WASHINGTON — The wave of immigrants entering the United States slowed dramatically last year as the economy faltered and the government stepped up enforcement of immigration laws.
The nation added about a half million immigrants in 2007, down from more than 1.8 million the year before, according to estimates being released Tuesday by the Census Bureau.
“The U.S. is still a beacon for many people who want to come here for all kinds of reasons,” said William Frey, a demographer at the Brookings Institution who analyzed the numbers. “But what this shows is that the economy plays a big part in it.”
The U.S. has added an average of about a million immigrants a year since 1990, including those in the country legally and illegally.
At more than 38 million, the number of immigrants in the U.S. is now at an all-time high. Immigrants made up 12.6 percent of the population in 2007, the largest share since 1920, when the U.S. was nearing the end of its last immigration boom, one that brought millions of people from Europe to the United States.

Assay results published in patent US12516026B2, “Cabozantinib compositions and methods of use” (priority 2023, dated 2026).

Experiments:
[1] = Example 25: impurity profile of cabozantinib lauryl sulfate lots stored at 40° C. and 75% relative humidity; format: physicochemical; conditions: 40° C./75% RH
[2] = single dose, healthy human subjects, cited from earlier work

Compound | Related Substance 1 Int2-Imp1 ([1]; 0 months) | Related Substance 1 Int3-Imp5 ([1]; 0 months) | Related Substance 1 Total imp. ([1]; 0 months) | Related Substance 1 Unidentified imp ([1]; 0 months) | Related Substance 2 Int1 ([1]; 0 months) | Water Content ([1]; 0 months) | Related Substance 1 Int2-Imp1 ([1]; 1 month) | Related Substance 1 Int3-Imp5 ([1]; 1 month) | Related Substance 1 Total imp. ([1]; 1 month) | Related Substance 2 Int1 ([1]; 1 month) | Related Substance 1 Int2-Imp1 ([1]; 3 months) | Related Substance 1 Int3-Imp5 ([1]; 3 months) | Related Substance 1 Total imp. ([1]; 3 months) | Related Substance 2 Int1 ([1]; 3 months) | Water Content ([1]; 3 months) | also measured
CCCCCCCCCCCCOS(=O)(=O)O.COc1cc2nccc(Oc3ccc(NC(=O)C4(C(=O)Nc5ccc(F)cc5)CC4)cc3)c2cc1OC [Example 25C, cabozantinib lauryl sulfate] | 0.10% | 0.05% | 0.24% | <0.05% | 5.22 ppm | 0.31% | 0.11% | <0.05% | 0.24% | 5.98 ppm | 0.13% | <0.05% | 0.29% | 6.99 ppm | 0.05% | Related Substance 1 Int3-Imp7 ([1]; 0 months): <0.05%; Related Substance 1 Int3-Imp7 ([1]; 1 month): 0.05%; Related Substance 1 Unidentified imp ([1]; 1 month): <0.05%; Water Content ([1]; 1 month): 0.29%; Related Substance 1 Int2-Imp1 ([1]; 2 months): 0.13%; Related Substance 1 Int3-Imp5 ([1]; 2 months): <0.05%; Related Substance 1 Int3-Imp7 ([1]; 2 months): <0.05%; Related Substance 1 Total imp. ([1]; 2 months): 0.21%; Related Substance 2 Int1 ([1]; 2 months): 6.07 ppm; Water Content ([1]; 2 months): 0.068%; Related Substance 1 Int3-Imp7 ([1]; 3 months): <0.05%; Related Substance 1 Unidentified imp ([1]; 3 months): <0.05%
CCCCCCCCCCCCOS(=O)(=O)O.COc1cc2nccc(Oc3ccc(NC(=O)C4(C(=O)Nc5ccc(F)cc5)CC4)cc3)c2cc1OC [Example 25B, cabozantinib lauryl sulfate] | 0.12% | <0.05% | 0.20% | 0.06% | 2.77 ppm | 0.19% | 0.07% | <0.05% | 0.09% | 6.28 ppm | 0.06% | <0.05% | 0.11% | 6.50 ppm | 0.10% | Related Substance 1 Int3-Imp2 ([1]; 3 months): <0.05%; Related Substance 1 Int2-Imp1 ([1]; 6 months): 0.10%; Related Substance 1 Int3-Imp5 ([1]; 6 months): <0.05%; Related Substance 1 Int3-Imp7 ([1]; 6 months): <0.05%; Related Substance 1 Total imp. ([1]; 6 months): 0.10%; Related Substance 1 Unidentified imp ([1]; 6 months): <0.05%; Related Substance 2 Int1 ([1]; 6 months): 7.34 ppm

That wave of immigrants ended with the Great Depression and the onset of World War II.
The immigration figures released Tuesday were from the 2007 American Community Survey, the government’s annual survey of about 3 million households. The survey, which is replacing the long form from the 10-year census, yields reams of demographic, social and economic data about the nation.
Because the estimates come from a survey, each includes a margin of sampling error that makes year-to-year comparisons inexact. Annual immigration changes for many states and cities were within the margins of error, but the national trend was statistically significant: The nation’s immigration boom slowed substantially in 2007.
Fourteen states showed declines in the number of immigrants from 2006 to 2007, including New Jersey, New Mexico, and Vermont. Several major cities also posted decreases, including Atlanta, Las Vegas and Oakland, Calif. Other cities continued to show gains, including Phoenix, Boston and Denver.